On October 5, 2022, the Office of Inspector General (“OIG”) posted Advisory Opinion No. 22-19 (the “Opinion”), which limits the ability of pharmaceutical manufacturers to offer cost-sharing subsidies to Medicare Part D (“Part D”) beneficiaries via 501(c)(3) charities without running afoul of the Federal Anti-Kickback Statute (the “AKS”).
On April 25, 2022, the Office of Inspector General (“OIG”) issued Advisory Opinion No. 22-07 which evaluated the risk of fraud and abuse under the federal anti-kickback statute (“AKS”) posed by an arrangement involving physician-ownership of a medical device company. The opinion identified six characteristics of the arrangement which greatly reduced the risk of fraud and abuse.…
On Thursday, March 16, the Office of the Inspector General for the Department of Health and Human Services (“OIG”) issued OIG Advisory Opinion (“AO”) No. 22-05, relating to subsidization of certain Medicare cost-sharing obligations in the context of a clinical trial involving medical devices (the “Proposed Arrangement”). This is the third AO in a recent series of AOs (see AO 21-17 on November 19, 2021 and AO 21-13 on October 4, 2021) focused on Medicare cost subsidies in a clinical trial setting for serious conditions that affect large portions of the population in the US. Like these other AOs, OIG found that while the Proposed Arrangement could generate fraud and abuse risks under both the Federal anti-kickback statute (i.e., Section 1128A(a)(7) and 1128B(b) of the Social Security Act (“Act”)) and the Beneficiary Inducements CMP (i.e., Section 1128A(a)(5) of the Act), the Proposed Arrangement nevertheless presented a minimal risk of fraud and abuse under the law on the facts presented. Medical device manufacturers should pay close attention to this trend when considering trial designs and patient populations.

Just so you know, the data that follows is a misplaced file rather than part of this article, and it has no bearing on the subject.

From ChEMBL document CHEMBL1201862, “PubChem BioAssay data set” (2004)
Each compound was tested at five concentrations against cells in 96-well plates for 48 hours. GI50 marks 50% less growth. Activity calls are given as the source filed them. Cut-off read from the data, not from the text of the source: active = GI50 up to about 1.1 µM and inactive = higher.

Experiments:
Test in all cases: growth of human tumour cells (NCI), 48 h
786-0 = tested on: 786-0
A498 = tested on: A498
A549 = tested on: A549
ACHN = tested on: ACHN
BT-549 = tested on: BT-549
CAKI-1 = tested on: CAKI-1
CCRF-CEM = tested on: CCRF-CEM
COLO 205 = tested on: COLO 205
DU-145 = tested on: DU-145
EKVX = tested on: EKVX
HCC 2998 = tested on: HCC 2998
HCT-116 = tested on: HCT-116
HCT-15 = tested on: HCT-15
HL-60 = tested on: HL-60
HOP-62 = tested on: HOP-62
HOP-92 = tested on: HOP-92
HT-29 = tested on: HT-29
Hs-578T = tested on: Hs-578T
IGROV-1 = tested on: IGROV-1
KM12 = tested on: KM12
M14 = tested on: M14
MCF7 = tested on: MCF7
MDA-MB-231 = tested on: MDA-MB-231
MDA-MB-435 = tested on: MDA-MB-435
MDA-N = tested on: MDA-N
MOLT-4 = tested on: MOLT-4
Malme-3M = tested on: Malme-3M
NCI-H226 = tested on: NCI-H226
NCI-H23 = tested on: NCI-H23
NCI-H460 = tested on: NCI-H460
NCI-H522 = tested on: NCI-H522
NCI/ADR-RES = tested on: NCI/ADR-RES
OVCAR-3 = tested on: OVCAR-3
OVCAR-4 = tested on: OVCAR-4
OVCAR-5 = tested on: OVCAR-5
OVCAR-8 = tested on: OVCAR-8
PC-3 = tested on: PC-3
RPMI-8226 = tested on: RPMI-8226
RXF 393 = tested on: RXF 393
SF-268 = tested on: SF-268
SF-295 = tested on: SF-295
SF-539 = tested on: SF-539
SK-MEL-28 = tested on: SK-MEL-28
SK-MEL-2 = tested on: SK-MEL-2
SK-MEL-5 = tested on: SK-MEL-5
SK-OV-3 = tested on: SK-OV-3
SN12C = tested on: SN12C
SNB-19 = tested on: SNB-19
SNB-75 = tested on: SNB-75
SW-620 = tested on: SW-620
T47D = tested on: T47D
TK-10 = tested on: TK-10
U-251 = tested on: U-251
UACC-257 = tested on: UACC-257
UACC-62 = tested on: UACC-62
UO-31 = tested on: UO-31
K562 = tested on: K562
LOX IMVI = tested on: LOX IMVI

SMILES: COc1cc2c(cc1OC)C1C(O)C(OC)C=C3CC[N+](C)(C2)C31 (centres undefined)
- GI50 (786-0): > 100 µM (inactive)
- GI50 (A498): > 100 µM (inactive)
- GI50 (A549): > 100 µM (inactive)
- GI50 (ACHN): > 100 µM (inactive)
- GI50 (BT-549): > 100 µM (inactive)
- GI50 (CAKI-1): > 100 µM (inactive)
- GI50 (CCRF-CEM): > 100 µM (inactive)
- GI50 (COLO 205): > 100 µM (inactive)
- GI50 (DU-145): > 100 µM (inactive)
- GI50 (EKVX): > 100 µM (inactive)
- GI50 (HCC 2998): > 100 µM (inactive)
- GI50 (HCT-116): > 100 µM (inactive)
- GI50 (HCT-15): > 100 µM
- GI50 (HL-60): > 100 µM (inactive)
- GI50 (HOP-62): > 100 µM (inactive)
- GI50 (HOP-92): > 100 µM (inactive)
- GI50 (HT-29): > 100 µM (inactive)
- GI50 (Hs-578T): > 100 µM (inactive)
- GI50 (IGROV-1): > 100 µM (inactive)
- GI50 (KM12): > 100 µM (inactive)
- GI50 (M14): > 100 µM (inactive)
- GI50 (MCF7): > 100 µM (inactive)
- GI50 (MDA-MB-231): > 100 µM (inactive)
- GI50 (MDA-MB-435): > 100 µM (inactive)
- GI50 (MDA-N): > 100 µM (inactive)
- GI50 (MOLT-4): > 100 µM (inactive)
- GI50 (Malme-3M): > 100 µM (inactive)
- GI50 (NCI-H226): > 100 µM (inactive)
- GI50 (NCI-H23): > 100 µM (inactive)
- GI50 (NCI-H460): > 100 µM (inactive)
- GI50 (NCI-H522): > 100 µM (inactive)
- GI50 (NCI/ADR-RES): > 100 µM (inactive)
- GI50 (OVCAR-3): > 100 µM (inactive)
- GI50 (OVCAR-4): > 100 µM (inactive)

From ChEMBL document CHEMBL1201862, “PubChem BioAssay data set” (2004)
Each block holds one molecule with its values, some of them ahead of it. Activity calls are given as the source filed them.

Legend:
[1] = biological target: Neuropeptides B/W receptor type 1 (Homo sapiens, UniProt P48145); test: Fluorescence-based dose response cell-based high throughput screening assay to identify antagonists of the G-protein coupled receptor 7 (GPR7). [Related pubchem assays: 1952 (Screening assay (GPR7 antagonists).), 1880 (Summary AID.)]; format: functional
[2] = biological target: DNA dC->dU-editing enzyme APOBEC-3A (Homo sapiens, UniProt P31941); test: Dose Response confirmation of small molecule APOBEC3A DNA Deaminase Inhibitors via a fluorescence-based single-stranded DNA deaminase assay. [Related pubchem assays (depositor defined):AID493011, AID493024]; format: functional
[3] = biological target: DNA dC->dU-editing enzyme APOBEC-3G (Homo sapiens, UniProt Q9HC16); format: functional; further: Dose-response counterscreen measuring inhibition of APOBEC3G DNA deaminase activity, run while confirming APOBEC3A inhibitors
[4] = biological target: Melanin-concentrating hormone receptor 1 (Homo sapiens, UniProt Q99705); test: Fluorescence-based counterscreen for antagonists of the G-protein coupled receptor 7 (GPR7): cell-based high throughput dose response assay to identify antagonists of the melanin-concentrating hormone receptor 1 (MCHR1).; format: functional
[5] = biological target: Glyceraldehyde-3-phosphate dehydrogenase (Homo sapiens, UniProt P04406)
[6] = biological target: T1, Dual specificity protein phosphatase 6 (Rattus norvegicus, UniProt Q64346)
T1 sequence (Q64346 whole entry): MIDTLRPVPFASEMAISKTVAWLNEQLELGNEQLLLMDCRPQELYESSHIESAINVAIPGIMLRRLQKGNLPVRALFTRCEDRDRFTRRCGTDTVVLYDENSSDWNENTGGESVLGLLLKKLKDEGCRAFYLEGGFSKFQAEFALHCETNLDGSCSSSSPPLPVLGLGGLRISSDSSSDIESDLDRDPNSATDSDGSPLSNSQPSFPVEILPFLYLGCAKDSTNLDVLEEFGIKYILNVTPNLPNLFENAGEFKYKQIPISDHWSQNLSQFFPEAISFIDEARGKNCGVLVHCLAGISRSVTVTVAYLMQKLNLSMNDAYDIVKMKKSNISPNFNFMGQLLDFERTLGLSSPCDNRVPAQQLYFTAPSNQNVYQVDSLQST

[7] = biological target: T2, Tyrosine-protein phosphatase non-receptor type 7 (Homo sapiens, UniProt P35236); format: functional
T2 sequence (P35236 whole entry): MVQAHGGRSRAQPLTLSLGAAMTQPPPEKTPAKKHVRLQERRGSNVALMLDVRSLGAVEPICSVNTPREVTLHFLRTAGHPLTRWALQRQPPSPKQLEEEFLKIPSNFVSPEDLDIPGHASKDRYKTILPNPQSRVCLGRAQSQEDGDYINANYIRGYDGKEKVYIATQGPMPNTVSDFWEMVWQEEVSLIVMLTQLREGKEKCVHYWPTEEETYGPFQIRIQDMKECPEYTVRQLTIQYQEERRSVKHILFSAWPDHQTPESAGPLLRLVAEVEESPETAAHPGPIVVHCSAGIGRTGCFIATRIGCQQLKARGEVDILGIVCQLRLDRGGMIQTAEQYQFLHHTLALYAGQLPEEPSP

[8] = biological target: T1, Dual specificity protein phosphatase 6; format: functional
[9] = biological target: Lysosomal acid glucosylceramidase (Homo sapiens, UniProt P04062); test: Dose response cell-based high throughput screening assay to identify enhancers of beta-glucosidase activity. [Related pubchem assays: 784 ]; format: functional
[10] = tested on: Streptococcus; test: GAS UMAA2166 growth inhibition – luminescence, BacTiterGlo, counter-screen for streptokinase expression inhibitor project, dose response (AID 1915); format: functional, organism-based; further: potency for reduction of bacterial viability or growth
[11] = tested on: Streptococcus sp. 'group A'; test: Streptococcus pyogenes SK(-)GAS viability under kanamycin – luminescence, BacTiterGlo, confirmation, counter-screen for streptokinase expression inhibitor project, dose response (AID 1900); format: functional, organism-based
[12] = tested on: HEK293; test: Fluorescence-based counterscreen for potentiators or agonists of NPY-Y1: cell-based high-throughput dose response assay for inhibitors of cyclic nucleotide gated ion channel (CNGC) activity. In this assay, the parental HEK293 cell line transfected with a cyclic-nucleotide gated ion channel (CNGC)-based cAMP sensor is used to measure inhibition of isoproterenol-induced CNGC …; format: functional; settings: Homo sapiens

Continue Reading OIG Advisory Opinion Alert: Yet Another Favorable Decision for Medical Device Manufacturers